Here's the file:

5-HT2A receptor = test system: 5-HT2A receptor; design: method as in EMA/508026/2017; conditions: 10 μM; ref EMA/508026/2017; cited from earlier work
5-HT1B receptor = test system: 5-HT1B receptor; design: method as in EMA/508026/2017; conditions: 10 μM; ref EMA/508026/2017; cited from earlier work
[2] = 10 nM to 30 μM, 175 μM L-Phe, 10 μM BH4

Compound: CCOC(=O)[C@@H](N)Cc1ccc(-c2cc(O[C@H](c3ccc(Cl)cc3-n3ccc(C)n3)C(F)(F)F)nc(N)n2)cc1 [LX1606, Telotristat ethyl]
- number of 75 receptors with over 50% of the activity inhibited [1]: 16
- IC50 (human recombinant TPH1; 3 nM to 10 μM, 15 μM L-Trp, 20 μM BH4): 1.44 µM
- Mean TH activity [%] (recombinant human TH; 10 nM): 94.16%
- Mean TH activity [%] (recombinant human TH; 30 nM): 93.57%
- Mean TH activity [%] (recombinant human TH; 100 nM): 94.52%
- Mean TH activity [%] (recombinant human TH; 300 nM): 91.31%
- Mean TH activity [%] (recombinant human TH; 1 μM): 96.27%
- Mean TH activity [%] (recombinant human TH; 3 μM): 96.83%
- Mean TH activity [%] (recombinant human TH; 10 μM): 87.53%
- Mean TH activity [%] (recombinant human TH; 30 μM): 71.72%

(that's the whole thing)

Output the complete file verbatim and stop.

5-HT2A receptor = test system: 5-HT2A receptor; design: method as in EMA/508026/2017; conditions: 10 μM; ref EMA/508026/2017; cited from earlier work
5-HT1B receptor = test system: 5-HT1B receptor; design: method as in EMA/508026/2017; conditions: 10 μM; ref EMA/508026/2017; cited from earlier work
[2] = 10 nM to 30 μM, 175 μM L-Phe, 10 μM BH4

Compound: CCOC(=O)[C@@H](N)Cc1ccc(-c2cc(O[C@H](c3ccc(Cl)cc3-n3ccc(C)n3)C(F)(F)F)nc(N)n2)cc1 [LX1606, Telotristat ethyl]
- number of 75 receptors with over 50% of the activity inhibited [1]: 16
- IC50 (human recombinant TPH1; 3 nM to 10 μM, 15 μM L-Trp, 20 μM BH4): 1.44 µM
- Mean TH activity [%] (recombinant human TH; 10 nM): 94.16%
- Mean TH activity [%] (recombinant human TH; 30 nM): 93.57%
- Mean TH activity [%] (recombinant human TH; 100 nM): 94.52%
- Mean TH activity [%] (recombinant human TH; 300 nM): 91.31%
- Mean TH activity [%] (recombinant human TH; 1 μM): 96.27%
- Mean TH activity [%] (recombinant human TH; 3 μM): 96.83%
- Mean TH activity [%] (recombinant human TH; 10 μM): 87.53%
- Mean TH activity [%] (recombinant human TH; 30 μM): 71.72%